Imaging passion - crossing the line? My 'standard' for phone cameras in the modern age
It's no secret that phone imaging features online (not least at AAS and AAWP) are hugely popular. And for good reason, we all take loads of photos on our phones and we want them to be the best that they can be. But just how far do we take our definitions of 'best' here? And when we start involving manual/Pro settings adjustment, tripods, RAW files and Adobe Lightroom, haven't we gone a bit too far? Between casual snaps for Instagram and "just take a DSLR instead" there has to be a happy prosumer medium, surely?
This week then has seen a furore of comments over initial photo comparisons between the new Nokia 9 and the Lumia 950 (now 'old faithful', being from 2015, though I'll also do 1020 and 808 comparisons with the '9' when I get one), showing the sheer passion that imaging evokes. And it's mainly been good natured and constructive criticism - have a read through and enjoy.
The initial conclusions for the Nokia 9 then, were that a) its quirky five camera system worked well only when there's enough light and that b) best results are obtained by shooting in RAW and then editing results later in Adobe Lightroom. And it's the latter that reminded me of another story this week, something of a puff piece from Sony Mobile, with pro photographer Dominika Koszowska claiming to have taken all her winning photos in 2018 on a Sony Xperia smartphone (the XZ1 and XZ2). She doesn't go as far as using RAW and Lightroom, but she does shoot everything in Pro mode, using her experience to manually adjust all shooting parameters, and she often uses a tripod.
I contend that carrying around a tripod is the ultimate admission that you might as well also carry a DSLR. Mobile photography is about being free and unencumbered and the only time I've ever taken a tripod out with me was back in the days when phones didn't have OIS (Optical Image Stabilisation), and even then mainly for video work.
So we're crossing a line in my mind here then. You shouldn't need a tripod, you shouldn't need Lightroom, you shouldn't need to shoot in RAW, heck you shouldn't even need to use a Pro/manual mode in the first place, except for the most niche lighting conditions.
But taking satisfying photos 'on the move' is clearly also about more than 'normob'-level snapping away without thought, so it's defining the middle ground, in terms of both user and phone, that's interesting to me here.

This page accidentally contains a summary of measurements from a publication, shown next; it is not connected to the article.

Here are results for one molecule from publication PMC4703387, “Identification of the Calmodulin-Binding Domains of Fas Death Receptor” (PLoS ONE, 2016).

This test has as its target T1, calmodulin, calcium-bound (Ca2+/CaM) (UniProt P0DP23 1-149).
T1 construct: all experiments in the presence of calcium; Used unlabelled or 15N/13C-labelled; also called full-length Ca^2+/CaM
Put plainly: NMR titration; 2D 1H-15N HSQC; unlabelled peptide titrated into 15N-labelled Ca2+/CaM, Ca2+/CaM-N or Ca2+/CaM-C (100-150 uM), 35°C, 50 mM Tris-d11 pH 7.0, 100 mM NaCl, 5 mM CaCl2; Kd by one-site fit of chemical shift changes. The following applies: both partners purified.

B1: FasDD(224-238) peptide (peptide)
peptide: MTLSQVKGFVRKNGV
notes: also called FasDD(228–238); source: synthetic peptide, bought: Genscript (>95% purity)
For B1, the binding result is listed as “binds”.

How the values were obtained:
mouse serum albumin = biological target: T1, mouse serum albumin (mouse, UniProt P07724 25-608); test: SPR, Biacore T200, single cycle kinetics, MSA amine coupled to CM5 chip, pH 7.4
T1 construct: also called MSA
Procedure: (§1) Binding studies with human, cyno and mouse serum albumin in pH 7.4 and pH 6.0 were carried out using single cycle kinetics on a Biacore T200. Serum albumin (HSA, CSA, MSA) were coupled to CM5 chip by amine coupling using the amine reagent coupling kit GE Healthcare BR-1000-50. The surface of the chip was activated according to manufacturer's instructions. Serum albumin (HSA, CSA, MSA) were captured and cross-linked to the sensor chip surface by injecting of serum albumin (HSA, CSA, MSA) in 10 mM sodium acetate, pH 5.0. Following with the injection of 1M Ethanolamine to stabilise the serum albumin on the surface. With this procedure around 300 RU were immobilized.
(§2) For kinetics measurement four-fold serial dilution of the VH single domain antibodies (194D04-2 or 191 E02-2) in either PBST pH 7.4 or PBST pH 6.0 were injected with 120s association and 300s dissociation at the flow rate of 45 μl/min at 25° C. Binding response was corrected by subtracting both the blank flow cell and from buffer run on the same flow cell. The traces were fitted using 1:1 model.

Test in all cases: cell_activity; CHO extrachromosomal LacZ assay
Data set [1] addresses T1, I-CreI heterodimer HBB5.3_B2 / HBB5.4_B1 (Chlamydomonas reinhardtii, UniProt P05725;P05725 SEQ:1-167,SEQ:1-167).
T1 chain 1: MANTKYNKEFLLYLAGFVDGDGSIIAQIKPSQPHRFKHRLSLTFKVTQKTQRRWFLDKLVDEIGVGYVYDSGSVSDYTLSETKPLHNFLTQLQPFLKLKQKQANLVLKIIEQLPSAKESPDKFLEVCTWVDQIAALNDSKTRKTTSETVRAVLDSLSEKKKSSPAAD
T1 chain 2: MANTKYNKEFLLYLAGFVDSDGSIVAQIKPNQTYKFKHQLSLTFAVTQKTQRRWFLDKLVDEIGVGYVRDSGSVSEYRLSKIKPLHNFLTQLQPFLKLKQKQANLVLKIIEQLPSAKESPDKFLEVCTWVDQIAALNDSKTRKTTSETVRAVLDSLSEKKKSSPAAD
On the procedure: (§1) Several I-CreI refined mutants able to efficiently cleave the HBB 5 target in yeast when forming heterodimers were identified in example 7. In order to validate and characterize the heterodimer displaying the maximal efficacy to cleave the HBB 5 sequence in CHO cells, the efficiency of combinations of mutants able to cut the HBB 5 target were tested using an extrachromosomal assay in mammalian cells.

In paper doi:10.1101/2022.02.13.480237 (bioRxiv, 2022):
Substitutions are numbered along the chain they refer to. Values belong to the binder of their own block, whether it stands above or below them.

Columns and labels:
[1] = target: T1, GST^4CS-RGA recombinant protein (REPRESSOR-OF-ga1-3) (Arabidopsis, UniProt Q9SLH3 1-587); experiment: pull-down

Obviously we're all slightly different in our needs and expectations but can I suggest that:
- The user thinks about each shot, in terms of framing, light, and zoom, and positions himself/herself accordingly - this only needs to take a couple of seconds once you've got the hang of it.
- The phone camera should be able to produce a JPG photo that's both representative and useable in all light conditions and for all subjects, on full 'auto', hand-held, and with no special settings or tweaking needed, and without resorting to (storage-eating 30MB) RAW intermediate files.
To my mind, the latter has been possible for the last couple of years at least. You've all seen what my Microsoft Lumia 950 devices can capture with no assistance, since the end of 2015 (with examples on this very page), and you've seen how impressed I was with the iPhone X/Xs range's camera, ditto the Google Pixel 2 and 3 range cameras, even the Huawei Mate 20 Pro once they'd sorted its image processing out. See this feature for a pretty good idea of the capabilities of all the phones mentioned.
In my test features on AAS and AAWP, I shoot according to the second criteria here - yes, any phone camera, even one in a mid-ranger, is capable of great results with enough skill and post processing, but that's not the point. A good enough phone camera shouldn't need any great skill or after-work.
Given the two things above then, aren't we 'done' in terms of phone camera tests? Can we stop the phone camera test features now?
Well, given the initial results from the Nokia 9, clearly not, I still need to call out flagships which don't currently meet my criteria above. And, of course, to report back when they improve (as with the Mate 20 Pro)!
Plus there's still plenty of room for innovation. We last saw serious optical zoom in a phone camera in the amazing but archaic Samsung Galaxy K Zoom, but miniaturised 'periscope' optical systems are coming in this year (2019), pioneered by Oppo but also from Huawei and, I'm sure, others. Although only really of use in good light because of the narrowing of aperture needed by the physics, the possibilities of 10x zoom with OIS in a regular thickness modern smartphone are tantalising and I can't wait to test them.
Comments welcome then. Are my criteria for the modern cameraphone experience fair? Or do you like shooting in RAW, using tripods, etc.?
(Example photo taken on a Lumia 950 XL on full auto, again, handheld, with just a slight crop)
Published by Steve Litchfield at 8:06 UTC, March 15th